USA v. Edgar Flores-Soto
UNPUBLISHED OPINION FILED. [14-20283 Affirmed ] Judge: PEH , Judge: EHJ , Judge: SAH Mandate pull date is 04/21/2015 for Appellant Edgar Miguel Flores-Soto [14-20283]
Date Filed: 03/31/2015
IN THE UNITED STATES COURT OF APPEALS
FOR THE FIFTH CIRCUIT
United States Court of Appeals
March 31, 2015
Lyle W. Cayce
UNITED STATES OF AMERICA,
EDGAR MIGUEL FLORES-SOTO, also known as Edgar Miguel Flores, also
known as Edgar Flores, also known as Edgar Flores Soto,
Appeal from the United States District Court
for the Southern District of Texas
USDC No. 4:13-CR-558
Before HIGGINBOTHAM, JONES, and HIGGINSON, Circuit Judges.
PER CURIAM: *
Edgar Miguel Flores-Soto appeals his sentence following his guilty plea
conviction for illegal reentry after deportation. He raises two arguments. He
first contends that his prior conviction for aggravated robbery under Texas
Penal Code § 29.03(a)(2) does not constitute a crime of violence pursuant to
U.S.S.G. § 2L1.2 and that the district court therefore erred in assessing the 16-
Pursuant to 5TH CIR. R. 47.5, the court has determined that this opinion should not
be published and is not precedent except under the limited circumstances set forth in 5TH
CIR. R. 47.5.4.
Date Filed: 03/31/2015
level enhancement of § 2L1.2(b)(1)(A)(ii). He also argues that his aggravated
robbery offense fails to qualify as a crime of violence under the residual “force”
clause, as the offense does not require the use, attempted use, or threatened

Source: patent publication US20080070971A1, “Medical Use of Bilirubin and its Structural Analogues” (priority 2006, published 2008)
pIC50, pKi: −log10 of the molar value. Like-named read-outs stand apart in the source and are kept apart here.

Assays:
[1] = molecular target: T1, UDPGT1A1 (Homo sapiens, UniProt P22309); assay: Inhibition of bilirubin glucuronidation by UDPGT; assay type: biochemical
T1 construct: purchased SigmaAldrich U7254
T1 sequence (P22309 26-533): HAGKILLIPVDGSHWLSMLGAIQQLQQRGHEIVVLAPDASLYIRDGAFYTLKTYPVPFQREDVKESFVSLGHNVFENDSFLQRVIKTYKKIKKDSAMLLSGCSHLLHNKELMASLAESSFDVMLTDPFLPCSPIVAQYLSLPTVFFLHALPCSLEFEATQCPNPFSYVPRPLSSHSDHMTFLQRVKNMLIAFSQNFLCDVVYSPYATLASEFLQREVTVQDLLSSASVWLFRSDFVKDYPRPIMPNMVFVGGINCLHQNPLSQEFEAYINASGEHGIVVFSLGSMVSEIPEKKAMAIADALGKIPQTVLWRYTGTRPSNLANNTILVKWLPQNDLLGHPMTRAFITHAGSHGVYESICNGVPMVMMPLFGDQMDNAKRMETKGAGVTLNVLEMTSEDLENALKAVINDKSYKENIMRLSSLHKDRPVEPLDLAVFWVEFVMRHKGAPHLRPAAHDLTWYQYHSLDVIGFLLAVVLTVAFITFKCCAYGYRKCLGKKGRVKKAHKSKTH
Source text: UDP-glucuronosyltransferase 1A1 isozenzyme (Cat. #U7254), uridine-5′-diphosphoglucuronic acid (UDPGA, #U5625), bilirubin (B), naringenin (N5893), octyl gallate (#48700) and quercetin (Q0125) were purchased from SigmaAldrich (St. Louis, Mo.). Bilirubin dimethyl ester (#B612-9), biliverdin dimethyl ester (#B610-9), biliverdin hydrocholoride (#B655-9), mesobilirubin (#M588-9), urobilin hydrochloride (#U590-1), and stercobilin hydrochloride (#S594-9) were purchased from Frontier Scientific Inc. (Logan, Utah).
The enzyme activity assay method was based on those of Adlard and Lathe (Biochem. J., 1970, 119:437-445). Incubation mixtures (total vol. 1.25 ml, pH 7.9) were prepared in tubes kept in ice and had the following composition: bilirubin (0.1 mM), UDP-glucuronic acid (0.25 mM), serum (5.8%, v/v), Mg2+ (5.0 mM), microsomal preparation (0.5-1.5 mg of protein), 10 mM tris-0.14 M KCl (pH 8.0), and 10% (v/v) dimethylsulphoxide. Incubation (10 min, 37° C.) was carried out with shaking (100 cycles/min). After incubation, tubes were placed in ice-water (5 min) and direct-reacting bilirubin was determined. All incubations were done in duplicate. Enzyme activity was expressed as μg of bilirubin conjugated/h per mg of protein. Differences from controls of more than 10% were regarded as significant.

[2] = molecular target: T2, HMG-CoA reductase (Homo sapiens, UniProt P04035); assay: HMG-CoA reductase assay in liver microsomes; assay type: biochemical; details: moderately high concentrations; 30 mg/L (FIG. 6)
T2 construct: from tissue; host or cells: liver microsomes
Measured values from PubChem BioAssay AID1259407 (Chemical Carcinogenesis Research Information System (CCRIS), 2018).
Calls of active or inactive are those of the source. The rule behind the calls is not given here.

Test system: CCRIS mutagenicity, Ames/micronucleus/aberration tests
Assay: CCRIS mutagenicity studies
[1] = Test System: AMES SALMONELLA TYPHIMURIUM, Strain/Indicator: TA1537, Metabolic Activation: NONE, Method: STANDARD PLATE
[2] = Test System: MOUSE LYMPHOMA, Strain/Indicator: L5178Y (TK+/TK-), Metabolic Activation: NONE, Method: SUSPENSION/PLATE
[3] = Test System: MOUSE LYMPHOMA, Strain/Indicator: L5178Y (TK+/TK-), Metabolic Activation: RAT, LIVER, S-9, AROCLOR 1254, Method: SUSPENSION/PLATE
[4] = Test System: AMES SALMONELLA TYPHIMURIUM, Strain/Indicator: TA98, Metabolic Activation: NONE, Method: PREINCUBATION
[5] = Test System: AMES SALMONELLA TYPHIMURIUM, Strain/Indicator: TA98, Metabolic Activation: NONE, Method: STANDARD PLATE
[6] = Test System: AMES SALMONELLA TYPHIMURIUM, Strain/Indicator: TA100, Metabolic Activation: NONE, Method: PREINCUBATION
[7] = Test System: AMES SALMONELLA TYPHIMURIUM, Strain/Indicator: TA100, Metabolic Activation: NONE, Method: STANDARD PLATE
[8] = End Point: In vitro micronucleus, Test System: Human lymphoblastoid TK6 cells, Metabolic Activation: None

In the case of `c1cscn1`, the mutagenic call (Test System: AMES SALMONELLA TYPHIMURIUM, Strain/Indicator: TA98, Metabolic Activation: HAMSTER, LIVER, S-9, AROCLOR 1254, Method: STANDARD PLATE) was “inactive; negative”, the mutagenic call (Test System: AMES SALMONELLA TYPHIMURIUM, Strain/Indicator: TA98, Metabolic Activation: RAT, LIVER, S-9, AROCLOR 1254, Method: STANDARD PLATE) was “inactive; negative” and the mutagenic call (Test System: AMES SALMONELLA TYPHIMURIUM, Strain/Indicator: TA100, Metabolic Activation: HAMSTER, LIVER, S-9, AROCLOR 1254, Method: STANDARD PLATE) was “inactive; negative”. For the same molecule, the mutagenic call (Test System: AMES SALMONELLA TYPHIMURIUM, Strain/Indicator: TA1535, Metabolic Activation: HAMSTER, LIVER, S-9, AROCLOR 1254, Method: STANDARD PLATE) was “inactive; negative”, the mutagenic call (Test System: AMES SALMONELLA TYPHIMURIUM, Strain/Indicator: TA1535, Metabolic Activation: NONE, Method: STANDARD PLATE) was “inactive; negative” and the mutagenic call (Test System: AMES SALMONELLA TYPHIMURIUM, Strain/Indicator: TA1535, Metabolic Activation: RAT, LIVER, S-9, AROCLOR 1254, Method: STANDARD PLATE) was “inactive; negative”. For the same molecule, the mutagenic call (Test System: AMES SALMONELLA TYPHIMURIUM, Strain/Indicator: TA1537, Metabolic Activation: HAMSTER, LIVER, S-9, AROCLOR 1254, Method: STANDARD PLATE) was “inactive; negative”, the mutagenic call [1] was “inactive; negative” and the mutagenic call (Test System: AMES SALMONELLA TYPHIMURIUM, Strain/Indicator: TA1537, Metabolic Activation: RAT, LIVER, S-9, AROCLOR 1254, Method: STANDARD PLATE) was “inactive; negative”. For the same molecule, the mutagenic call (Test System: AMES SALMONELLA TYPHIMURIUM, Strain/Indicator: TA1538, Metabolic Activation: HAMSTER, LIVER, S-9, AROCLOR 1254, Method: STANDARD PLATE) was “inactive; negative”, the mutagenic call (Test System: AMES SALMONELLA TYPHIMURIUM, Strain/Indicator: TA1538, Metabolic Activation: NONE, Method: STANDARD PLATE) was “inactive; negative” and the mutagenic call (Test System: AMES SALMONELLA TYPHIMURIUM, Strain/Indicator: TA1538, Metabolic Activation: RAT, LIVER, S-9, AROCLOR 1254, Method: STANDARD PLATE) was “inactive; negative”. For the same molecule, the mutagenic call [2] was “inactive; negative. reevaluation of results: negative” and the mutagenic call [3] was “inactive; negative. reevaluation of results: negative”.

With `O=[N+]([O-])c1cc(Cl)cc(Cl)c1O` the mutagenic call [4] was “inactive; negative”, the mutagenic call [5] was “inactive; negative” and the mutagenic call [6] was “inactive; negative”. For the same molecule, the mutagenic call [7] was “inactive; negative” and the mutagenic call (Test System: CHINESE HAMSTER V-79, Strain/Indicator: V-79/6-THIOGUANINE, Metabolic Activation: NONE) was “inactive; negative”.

use of force against another person. See § 2L1.2 cmt. n.1(B)(iii).
With respect to Flores-Soto’s first argument, he claims that his prior
aggravated robbery offense does not qualify as the offense of robbery, as
enumerated in § 2L1.2, because his Texas statute of conviction incorporates all
Chapter 31 theft offenses under the Texas Penal Code, including theft by
deception. He argues that theft by deception falls outside the generic definition
of theft and that the Texas aggravated robbery statute therefore criminalizes
conduct outside the generic meaning of robbery. However, a decision by this
court, issued after Flores-Soto filed his initial brief, forecloses his argument.
See United States v. Rodriguez-Salazar, 768 F.3d 437, 438 (5th Cir. 2014).
Because theft by deception under Texas law does not deviate from the generic
crime of theft, Flores-Soto’s argument is unavailing. Id.; see also United States
v. Hernandez-Mejia, 588 F. App’x 376 (5th Cir. 2014).
Accordingly, the district court did not err in assessing the 16-level
enhancement of § 2L1.2(b)(1)(A)(ii).
Because Flores-Soto’s prior offense
qualifies as the enumerated offense of robbery under § 2L1.2’s definition of a
crime of violence, we do not address his second argument that his prior
conviction is not a crime of violence under the residual “force” clause of that
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